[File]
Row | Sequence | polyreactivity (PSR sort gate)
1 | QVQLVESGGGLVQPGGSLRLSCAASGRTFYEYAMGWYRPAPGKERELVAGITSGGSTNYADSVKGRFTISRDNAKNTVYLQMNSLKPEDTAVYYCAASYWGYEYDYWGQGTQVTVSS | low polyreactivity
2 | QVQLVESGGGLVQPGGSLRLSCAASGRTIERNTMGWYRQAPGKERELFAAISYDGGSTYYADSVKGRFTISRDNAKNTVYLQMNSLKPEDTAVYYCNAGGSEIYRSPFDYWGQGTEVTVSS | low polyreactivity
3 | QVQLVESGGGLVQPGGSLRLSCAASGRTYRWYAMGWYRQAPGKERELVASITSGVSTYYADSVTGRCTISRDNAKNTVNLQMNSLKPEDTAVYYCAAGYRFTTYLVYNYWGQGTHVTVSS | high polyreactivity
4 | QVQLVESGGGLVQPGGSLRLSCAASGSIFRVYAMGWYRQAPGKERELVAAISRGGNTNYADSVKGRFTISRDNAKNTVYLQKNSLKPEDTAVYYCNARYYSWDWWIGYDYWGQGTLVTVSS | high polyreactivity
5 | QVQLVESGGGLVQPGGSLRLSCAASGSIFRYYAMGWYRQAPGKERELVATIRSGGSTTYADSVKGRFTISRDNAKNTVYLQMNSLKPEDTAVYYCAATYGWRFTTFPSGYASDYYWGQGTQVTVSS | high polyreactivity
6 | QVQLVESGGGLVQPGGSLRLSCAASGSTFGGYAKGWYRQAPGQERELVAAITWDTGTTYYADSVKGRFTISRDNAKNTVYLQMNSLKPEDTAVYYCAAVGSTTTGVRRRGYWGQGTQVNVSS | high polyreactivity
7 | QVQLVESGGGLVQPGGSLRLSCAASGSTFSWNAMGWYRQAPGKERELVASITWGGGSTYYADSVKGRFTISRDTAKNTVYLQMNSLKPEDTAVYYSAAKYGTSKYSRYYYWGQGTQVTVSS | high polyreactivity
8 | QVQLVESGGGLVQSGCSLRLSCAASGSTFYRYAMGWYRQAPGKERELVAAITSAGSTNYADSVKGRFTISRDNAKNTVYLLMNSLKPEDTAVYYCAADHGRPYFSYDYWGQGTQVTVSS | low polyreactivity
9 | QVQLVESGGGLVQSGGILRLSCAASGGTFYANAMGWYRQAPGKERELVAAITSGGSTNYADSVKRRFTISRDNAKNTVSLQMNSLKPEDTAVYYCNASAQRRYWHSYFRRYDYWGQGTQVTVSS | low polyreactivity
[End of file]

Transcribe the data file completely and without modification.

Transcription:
Row | Sequence | polyreactivity (PSR sort gate)
1 | QVQLVESGGGLVQPGGSLRLSCAASGRTFYEYAMGWYRPAPGKERELVAGITSGGSTNYADSVKGRFTISRDNAKNTVYLQMNSLKPEDTAVYYCAASYWGYEYDYWGQGTQVTVSS | low polyreactivity
2 | QVQLVESGGGLVQPGGSLRLSCAASGRTIERNTMGWYRQAPGKERELFAAISYDGGSTYYADSVKGRFTISRDNAKNTVYLQMNSLKPEDTAVYYCNAGGSEIYRSPFDYWGQGTEVTVSS | low polyreactivity
3 | QVQLVESGGGLVQPGGSLRLSCAASGRTYRWYAMGWYRQAPGKERELVASITSGVSTYYADSVTGRCTISRDNAKNTVNLQMNSLKPEDTAVYYCAAGYRFTTYLVYNYWGQGTHVTVSS | high polyreactivity
4 | QVQLVESGGGLVQPGGSLRLSCAASGSIFRVYAMGWYRQAPGKERELVAAISRGGNTNYADSVKGRFTISRDNAKNTVYLQKNSLKPEDTAVYYCNARYYSWDWWIGYDYWGQGTLVTVSS | high polyreactivity
5 | QVQLVESGGGLVQPGGSLRLSCAASGSIFRYYAMGWYRQAPGKERELVATIRSGGSTTYADSVKGRFTISRDNAKNTVYLQMNSLKPEDTAVYYCAATYGWRFTTFPSGYASDYYWGQGTQVTVSS | high polyreactivity
6 | QVQLVESGGGLVQPGGSLRLSCAASGSTFGGYAKGWYRQAPGQERELVAAITWDTGTTYYADSVKGRFTISRDNAKNTVYLQMNSLKPEDTAVYYCAAVGSTTTGVRRRGYWGQGTQVNVSS | high polyreactivity
7 | QVQLVESGGGLVQPGGSLRLSCAASGSTFSWNAMGWYRQAPGKERELVASITWGGGSTYYADSVKGRFTISRDTAKNTVYLQMNSLKPEDTAVYYSAAKYGTSKYSRYYYWGQGTQVTVSS | high polyreactivity
8 | QVQLVESGGGLVQSGCSLRLSCAASGSTFYRYAMGWYRQAPGKERELVAAITSAGSTNYADSVKGRFTISRDNAKNTVYLLMNSLKPEDTAVYYCAADHGRPYFSYDYWGQGTQVTVSS | low polyreactivity
9 | QVQLVESGGGLVQSGGILRLSCAASGGTFYANAMGWYRQAPGKERELVAAITSGGSTNYADSVKRRFTISRDNAKNTVSLQMNSLKPEDTAVYYCNASAQRRYWHSYFRRYDYWGQGTQVTVSS | low polyreactivity